These dilemmas were in fact good for Wang Chuan's art. Painting, however abstract, is not suitable for heavy loads of intellectual ideas, and this created consistent tension in Wang's art. In the several years leading up to his famous “Ink/ Dot” exhibition, he experimented with expressive free forms, geometric abstraction in oil, and rigorously structured ink paintings, reflecting the different aspects of the artist's temperament.
Intellectual burden prompted WangChuan's monumental structures in ink in 1988 and 1989, which he suddenly abandoned to create a series of single circular ink dots. It was as though he decided that however rigorous an abstract structure, it was ultimately incapable of sustaining his spiritual being. “Ink/ Dot” condenses the mirage of forms to a minimal statement, and if we compare this to certain well known traditional ink painting theory which states that Form originates from a line, then Wang Chuan seems to suggest that the dot is at the root of modern abstract painting. For him the dot is not just a form, but the concentration of mind and spirit. In retrospect, this intense concentration became even more than art or spirit, and mirrored the artist's physical being as well.In January 1998 Wang Chuan was diagnosed with cancer of the stomach, a concentration of insoluble, diseased cells that first announced its appearance in the insoluble concentration of the dot in these earlier paintings.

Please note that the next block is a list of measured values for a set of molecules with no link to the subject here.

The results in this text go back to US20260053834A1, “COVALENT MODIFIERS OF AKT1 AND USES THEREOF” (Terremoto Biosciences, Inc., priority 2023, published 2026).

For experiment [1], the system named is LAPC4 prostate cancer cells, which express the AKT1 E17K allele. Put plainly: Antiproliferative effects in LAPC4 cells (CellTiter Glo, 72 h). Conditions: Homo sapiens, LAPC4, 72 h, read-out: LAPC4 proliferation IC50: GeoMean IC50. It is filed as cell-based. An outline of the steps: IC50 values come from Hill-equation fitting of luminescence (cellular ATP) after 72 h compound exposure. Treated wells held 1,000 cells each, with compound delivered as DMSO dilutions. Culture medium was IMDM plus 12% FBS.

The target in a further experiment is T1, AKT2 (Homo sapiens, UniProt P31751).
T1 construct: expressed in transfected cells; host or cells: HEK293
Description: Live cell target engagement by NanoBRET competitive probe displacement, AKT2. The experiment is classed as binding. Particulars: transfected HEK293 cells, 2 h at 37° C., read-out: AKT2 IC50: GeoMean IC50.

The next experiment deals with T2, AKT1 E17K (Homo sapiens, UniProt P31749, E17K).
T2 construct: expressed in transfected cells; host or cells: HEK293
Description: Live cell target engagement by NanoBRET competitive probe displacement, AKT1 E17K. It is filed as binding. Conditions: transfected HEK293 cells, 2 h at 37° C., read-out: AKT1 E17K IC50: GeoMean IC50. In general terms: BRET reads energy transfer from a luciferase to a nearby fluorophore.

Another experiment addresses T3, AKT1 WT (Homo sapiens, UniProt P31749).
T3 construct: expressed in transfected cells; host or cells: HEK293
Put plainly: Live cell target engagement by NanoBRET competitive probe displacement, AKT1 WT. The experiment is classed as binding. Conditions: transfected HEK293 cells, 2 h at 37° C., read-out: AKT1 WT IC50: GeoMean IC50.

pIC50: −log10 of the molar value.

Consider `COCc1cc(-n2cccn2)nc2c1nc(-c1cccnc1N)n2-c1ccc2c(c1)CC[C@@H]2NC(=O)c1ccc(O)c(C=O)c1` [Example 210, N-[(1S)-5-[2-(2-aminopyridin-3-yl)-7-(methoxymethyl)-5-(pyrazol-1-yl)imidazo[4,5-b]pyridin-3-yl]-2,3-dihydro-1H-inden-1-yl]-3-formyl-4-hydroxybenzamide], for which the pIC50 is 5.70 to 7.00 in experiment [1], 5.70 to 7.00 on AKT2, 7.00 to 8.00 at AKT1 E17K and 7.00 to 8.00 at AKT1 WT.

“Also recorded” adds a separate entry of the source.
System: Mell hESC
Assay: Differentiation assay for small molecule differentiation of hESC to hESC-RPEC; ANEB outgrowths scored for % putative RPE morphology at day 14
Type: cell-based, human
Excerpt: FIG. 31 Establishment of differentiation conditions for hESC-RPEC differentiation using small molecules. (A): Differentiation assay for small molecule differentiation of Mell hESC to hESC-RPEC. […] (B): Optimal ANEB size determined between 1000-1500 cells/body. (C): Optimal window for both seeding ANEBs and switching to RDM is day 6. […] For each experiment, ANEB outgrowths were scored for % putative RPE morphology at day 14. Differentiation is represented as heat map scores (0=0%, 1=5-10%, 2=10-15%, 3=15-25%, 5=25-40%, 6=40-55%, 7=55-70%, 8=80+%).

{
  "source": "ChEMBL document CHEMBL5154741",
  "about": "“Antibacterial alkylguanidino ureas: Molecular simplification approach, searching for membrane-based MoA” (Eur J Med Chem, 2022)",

Since 1998 Wang Chuan's paintings have started to relax and open up. He claimed that he used painting as a means of focusing his spirit and to cure himself. The pictorial elements of these paintings mirrored what he saw introspectively as his bodily being. Rich tonal variations of ink have now started to replace that of stubborn blackness, and rhythmic musical brushwork has taken precedence over that of assertive structural lines. Wang Chuan's many years of philosophical meditation has helped him to face his bodily trauma with courage, and by facing the threat of death he has learned to modulate its manoeuvre by exercising the painting brush.
Wang Chuan's recent paintings have truly become the records of a meditative life. Having closely encountered death, simple gestures such as tracing a brushmark across a page shines with the preciousness of life. From the monumentality of structure to the fragility of a breezy line, Wang Chuan's art enhances the richness of everyday experience by turning fleeting moments into landscapes of the mind. Not forgetting the masters of ink who have spoken to us across the centuries, we have in Wang Chuan a contemporary who has kept this spirit of the ink brush alive, working in a language that belongs very much to our time.
Hanart Tz Gallery